He was most assuredly on his way to creating the most interesting and beautiful art through music. We used to talk about the concept albums he would make one day when he had all of his ducks in a row.

Ever since he was lost to us, taken away too soon by a horrible accident, I find myself listening to his music, imagining he’s still here, still making it… still creating and posting it, like nothing ever happened.

I awoke from a dream the other night where we were hanging out, waiting for someone to get back from the gas station, making plans, laughing… Too real.

When I woke up, I realized it was all just a dream. He was gone.

It’s too much I know. This happens to all of us who have lost someone close to us.

There’s no substitute. There’s no band aid that fits. It just sucks and that’s the way it is..

I try not to be selfish. I try to realize that I, in no way own the trademark on pain and suffering. Death is a part of life. We were all given this fact as a disturbingly flat kind of punctuation to our education as youngsters. Why?

That’s just the way it is.. It’s not fair. It doesn’t seem right… But that’s just the way it is. Everybody dies. Everyone gets old.

It’s a different kind of pain I feel now when discussing such matters with my own kids. Namely my young son, who recently told me, “dad, I don’t want you to ever die.”

This brings me back around to what I was pondering earlier. What is the difference between those of us who view life eternally and those who do not?

I would never, even if I was an atheist, be presumptuous enough to be down on someone who chose to believe in a life in the great hereafter. It would appear quite rude and uncaring, calloused and hateful to put someone down for that. You can’t possibly know everything about everyone, so to some, you could in your own self righteousness, appear like a total (bleeping) jerk.

I hold the same for myself. If I DO believe in something like eternity and the afterlife, I refuse to force my opinions on others. I’ve read enough history to see the results of dogmatic isolationism that I wouldn’t want to do that myself. I respect some folks you might call atheists. I also look up to a those whom could be known as conservative Christians. All I know is that the Bible says that there is no one who is truly good. Not even one of us. We are all guilty. We are all in need of a Savior.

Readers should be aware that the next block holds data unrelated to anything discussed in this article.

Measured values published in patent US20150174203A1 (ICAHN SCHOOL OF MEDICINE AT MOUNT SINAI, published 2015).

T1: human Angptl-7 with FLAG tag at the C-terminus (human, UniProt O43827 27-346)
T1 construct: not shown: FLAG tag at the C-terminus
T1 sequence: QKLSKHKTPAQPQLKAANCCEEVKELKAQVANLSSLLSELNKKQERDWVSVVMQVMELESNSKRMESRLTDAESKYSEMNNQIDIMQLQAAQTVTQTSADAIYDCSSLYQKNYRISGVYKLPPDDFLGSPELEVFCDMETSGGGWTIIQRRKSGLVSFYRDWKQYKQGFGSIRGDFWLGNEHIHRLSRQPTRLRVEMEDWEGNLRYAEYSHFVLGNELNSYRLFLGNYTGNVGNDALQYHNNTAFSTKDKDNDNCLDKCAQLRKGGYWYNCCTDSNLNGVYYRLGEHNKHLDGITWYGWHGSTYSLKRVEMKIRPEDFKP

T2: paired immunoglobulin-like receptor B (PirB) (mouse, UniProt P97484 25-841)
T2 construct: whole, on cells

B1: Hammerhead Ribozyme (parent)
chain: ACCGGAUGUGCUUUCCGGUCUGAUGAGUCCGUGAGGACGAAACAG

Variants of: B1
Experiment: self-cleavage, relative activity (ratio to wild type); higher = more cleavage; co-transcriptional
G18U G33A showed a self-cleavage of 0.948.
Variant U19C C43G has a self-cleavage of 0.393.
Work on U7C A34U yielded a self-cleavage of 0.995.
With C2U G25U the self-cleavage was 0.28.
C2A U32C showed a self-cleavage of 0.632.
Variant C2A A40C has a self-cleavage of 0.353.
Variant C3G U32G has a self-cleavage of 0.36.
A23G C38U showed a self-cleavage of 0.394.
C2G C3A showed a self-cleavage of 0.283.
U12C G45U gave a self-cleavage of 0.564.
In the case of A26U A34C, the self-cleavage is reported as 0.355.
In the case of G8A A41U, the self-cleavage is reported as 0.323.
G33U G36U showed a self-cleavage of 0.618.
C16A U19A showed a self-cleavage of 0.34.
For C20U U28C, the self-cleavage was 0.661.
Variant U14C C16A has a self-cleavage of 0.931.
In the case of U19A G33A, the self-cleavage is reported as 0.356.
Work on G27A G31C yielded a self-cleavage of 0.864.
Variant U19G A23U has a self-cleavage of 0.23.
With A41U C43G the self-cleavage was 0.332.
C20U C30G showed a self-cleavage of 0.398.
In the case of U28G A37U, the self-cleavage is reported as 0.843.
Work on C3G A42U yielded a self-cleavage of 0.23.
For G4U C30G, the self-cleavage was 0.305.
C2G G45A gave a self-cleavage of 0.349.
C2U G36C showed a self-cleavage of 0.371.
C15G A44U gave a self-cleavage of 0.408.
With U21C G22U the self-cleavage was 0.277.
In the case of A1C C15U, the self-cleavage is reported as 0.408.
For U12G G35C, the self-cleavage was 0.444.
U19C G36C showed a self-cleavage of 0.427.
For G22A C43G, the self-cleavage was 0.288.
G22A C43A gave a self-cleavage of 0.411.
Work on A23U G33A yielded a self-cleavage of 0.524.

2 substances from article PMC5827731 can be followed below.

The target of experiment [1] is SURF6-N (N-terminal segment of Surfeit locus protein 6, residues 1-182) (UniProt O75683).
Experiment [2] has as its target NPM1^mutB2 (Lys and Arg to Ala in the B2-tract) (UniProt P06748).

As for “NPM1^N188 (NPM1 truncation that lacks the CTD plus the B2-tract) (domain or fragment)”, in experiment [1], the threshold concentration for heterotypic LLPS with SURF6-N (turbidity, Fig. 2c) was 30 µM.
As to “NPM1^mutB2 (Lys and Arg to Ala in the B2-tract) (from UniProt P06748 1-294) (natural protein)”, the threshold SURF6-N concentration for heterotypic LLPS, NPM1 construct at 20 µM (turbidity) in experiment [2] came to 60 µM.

Whether it is a belief system for some, or a intellectual pursuit for another, I don’t care where you are coming from. I just know that I am searching for a way out myself. If I spread anything in this life, if I give anything without being asked by anyone, I want it to be of love. Kindness. Peace.

Back to my point though.. Regardless of what you believe, it’s interesting where we are in history. Tupac has performed concerts live posthumously!

It’s possible that Hollywood can still make movies years from now with Marlon Brando. It’s an exciting and weird time to be alive.

I listen to my friend, Johns’ music all the time now and I imagine that he’s still here, pushing forward… on his way to becoming the next, breakout music artist. I still see his comments on my page about something or other… And it makes me smile.

I can now say that I choose to look at things in an eternal way. Life is just a curtain that we are all going to pull back one day and find the sequel to our own story on the next page.

It will be full of color and vibrancy compared to the life that we once lived in black and white. Eternity will be the LIVE sound you hear at a concert with the bass thumping loudly in your chest compared to the fuzzy, am radio signal only this life can offer.

Bring on the technicolor. Bring on the surround sound. Bring on the high definition. Bring on the 4K Retina display resolution. I’m ready.